# CUNY Math Challenge Blog

Solutions, Resources, Further Information & Discussion

## Round 5: Problem 6

Let’s play a game.

A fair die is rolled repeatedly until two consecutive rolls are equal, at which point the game ends.

If we let S be the sum of the results of all of the rolls, is S more likely to be even or odd, or is it equally likely to be both?

May 10, 2009 at 14:55

## Round 5: Problem 5

with one comment

Each of nine lines cut a unit square into two quadrilaterals whose areas are in a ratio of 2:1. Prove that at least three lines must be concurrent (i.e. they intersect at a common point).

May 10, 2009 at 14:53

## Round 5: Problem 4

Let $a_n$ be an infinite arithmetic progression of positive integers with the special property that the sum of the first n terms of $a_n$ is a perfect square for all n. If 2009 is the k-th term of the sequence, how small can k be?

May 10, 2009 at 14:52

## Round 5: Problem 3

with one comment

What is the most number of non-overlapping tiles of the given form that can be used to cover a 6×6 board?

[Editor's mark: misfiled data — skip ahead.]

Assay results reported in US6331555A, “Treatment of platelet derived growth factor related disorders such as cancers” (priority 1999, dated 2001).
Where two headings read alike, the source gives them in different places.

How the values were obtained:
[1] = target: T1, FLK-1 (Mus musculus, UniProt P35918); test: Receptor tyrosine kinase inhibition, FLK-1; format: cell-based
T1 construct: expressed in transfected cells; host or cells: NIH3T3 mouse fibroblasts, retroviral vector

May 10, 2009 at 14:48

## Round 5: Problem 2

A pile of identical spheres (each of radius 1 meter) are placed in a pile so that they form a triangular pyramid that culminates with one lone sphere at the top of the pile. If the pile of spheres is higher than 2009 centimeters, what is the minimum number of spheres that can be assembled to form the pyramid?

May 10, 2009 at 14:42

## Round 5: Problem 1

A set of distinct positive integers is called “sour” if it has the property that, for every 3 distinct elements—a,b and c—of the set, a+b+c is always a power of 2. What is the largest size a “sour” set can have?

May 10, 2009 at 14:38